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2. 3. Definition of Personality

Personality, etymologies come from the word Latin “persona” means that “disguise”. This disguise is usually used by the people who act the drama in ancient time, to act one type of behaviors and character and it also come from the word “ personare “. To express one type of human picture, such as, the pictures of the people, who act sad, happy, and selfish. Therefore, the personality is not only the actor itself but he or she want to describe one type of human. Sometimes, people pretend to be nice and do some different acts from the characteristic. Therefore, personality has function as the setter to set free the disguise in human being and understand the characteristic.

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(observable) behaviors of people. Of particular interest to us is how these thoughts, feelings, and overt behaviors relate to one another, or cohere, to form the unique, distinctive individual. Although one of definitions has been suggested here, others are possible.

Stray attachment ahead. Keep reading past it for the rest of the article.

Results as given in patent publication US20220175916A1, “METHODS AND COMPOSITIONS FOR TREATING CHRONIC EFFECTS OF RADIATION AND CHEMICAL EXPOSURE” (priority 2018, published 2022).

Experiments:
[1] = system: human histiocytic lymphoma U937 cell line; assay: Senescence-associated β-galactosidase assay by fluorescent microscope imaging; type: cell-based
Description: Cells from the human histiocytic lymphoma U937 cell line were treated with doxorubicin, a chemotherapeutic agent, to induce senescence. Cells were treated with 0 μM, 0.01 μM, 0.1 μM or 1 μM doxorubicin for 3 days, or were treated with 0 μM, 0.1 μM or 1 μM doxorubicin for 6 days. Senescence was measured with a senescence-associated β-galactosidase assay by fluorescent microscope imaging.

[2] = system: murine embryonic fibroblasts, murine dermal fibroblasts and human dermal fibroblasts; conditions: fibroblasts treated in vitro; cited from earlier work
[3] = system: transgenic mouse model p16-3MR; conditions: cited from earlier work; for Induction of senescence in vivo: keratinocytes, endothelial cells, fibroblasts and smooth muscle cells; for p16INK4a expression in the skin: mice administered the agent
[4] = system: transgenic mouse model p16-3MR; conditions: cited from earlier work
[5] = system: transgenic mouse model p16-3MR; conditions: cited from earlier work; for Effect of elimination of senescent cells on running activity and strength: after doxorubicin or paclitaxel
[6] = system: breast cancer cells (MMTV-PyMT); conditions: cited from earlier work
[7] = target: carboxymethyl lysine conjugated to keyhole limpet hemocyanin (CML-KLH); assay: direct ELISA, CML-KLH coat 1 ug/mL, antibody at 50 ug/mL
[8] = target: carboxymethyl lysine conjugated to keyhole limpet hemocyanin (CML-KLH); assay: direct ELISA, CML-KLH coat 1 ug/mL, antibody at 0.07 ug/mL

Theory of personality sees the human as a total subject with the spesific aspect, the theory is appeared because of the needs in human life. There is always the stimulate to know more about the other individual, and some desires in every human being mind to reach what they want with the characteristics and the psyches in life.

As the writer has explained about some of the elements under this discussion, and as the problems about personality of a leading character in doing this analysis, the writer connects the Psychology of Literature with the Psychoanalysis theory from the expert, Sigmund Freud which developed his idea about psychoanalysis theory from work with mental patients.

2.4. Psychoanalysis Theory

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and the phenomena of childhood events that could potentially influence the mental functioning of adults. His examination of the genetic and then the developmental aspects gave the psychoanalytic theory its characteristics. Starting with his publication of